KAB looks at problem of mattresses left on city streets
by CHRISTY ARMSTRONG  Banner Staff Writer
Jul 24, 2014 | 881 views | 0 0 comments | 9 9 recommendations | email to a friend | print


Problems like people dumping mattresses dominated discussions during the monthly board meeting of Cleveland/Bradley Keep America Beautiful.

Volunteers with a Student Life camp that had been visiting Lee University recently assisted the organization by cleaning up the yards of properties that had been littered with large amounts of debris.

Criss Caywood, a Cleveland Police Department codes enforcement officer, said the group of teenagers had done an “excellent” job helping with properties on Wildwood Avenue and Wildwood Lake Road.

However, board members also discussed other instances of properties presenting environmental concerns.

Cleveland Mayor Tom Rowland said one problem he has been made aware of lately has been the dumping of refuse in the city — including large items like mattresses.

Caywood said people will often dump the remnants of old mattresses that are left over after people take out the metal springs.

“Word’s gotten out that they can get money for those springs,” Caywood said.

Some homeowners will put old mattresses out on the curb for city garbage pickup, and some of those mattresses have been found ripped apart on the curb. He said some people have taken metal springs from those mattresses and left homeowners and those who do the garbage pickup to deal with the mess.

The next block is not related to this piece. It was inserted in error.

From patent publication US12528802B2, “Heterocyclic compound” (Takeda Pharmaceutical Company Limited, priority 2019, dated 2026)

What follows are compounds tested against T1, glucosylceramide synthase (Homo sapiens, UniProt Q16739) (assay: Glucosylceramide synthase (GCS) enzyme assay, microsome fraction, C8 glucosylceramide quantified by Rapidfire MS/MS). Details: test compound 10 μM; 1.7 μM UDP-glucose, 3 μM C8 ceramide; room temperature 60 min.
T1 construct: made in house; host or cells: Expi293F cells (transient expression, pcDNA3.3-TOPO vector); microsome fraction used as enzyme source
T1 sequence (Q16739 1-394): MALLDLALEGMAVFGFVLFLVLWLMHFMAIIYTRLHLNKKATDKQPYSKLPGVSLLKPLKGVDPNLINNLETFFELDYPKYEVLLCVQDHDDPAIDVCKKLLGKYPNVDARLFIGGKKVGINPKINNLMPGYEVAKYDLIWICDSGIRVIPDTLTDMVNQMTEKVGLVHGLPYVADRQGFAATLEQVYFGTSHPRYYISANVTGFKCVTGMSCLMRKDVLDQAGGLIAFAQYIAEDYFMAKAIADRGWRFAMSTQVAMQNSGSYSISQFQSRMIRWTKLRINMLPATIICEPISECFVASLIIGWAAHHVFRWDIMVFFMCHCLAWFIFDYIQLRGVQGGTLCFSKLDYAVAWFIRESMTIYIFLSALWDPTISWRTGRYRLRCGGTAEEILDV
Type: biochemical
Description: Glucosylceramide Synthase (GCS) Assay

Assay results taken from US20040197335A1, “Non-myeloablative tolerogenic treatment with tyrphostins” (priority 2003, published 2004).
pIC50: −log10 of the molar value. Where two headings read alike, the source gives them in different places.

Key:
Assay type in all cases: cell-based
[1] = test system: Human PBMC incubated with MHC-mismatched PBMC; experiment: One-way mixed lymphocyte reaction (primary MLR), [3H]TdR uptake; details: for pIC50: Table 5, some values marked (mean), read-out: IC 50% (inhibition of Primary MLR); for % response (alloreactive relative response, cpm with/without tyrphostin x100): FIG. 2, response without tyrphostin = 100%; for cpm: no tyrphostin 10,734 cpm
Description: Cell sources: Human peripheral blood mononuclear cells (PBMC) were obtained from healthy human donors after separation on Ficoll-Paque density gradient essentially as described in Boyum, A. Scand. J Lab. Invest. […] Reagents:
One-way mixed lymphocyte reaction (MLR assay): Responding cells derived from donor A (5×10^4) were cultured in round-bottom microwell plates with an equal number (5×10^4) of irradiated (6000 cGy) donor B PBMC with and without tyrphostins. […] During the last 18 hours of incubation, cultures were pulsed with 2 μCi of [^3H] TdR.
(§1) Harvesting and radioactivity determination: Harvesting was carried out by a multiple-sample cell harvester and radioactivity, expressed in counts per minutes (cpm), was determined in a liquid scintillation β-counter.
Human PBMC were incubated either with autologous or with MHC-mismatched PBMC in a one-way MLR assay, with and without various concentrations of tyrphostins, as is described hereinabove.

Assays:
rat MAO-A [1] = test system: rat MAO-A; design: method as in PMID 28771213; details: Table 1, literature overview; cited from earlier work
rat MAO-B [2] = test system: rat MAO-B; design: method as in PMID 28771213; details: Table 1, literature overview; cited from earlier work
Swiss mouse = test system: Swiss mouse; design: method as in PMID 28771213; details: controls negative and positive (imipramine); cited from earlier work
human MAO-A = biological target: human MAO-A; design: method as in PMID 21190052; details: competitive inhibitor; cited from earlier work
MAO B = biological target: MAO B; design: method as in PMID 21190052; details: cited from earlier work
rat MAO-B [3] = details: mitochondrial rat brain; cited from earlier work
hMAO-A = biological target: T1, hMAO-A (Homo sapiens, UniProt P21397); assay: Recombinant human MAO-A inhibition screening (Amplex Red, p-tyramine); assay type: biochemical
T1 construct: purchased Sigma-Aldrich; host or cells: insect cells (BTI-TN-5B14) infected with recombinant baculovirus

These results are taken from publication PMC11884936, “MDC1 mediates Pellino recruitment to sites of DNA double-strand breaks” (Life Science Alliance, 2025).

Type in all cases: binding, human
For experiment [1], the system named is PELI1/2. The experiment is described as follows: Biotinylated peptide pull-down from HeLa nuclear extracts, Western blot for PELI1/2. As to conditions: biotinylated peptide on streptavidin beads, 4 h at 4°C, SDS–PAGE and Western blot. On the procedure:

Caywood explained some thieves have also stolen air-conditioning units and electrical wiring to get scrap metal to sell. Multiple air-conditioning thefts have taken place, he said, and someone recently broke into a building on South Lee Highway and “completely stripped” it of its wiring.

Board member Debbie Millard said the issue hit close to home for her, because her father has been a victim of an air-conditioner theft.

Both Rowland and Caywood said they would be looking at ways to remedy those issues, and they would keep the board updated.

Board President Shari Horton also announced the most recent recipients of the local Keep America Beautiful chapter’s monthly Business Beautification Award, which recognizes businesses and other organizations for keeping their properties “beautiful” and clean.

The Tri-State Exhibition Center received the award for the month of July, and the August award is set to go to Waterville Baptist Church.

The group has also finalized the date for its biannual Household Hazardous Waste Collection Day. It is schedule for Nov. 1 at the Tri-State Exhibition Center.

Two upcoming events have been planned to clean up around Bradley County. On Aug. 1, from 9 a.m. to noon, there will be a cleanup of the Blythe Avenue area in partnership with Impact Cleveland.

On Sept. 13, there will be a cleanup event in Charleston to help clear the area ahead of the International Cowpea Festival.

For more information, visit www.clevelandbradleykab.com.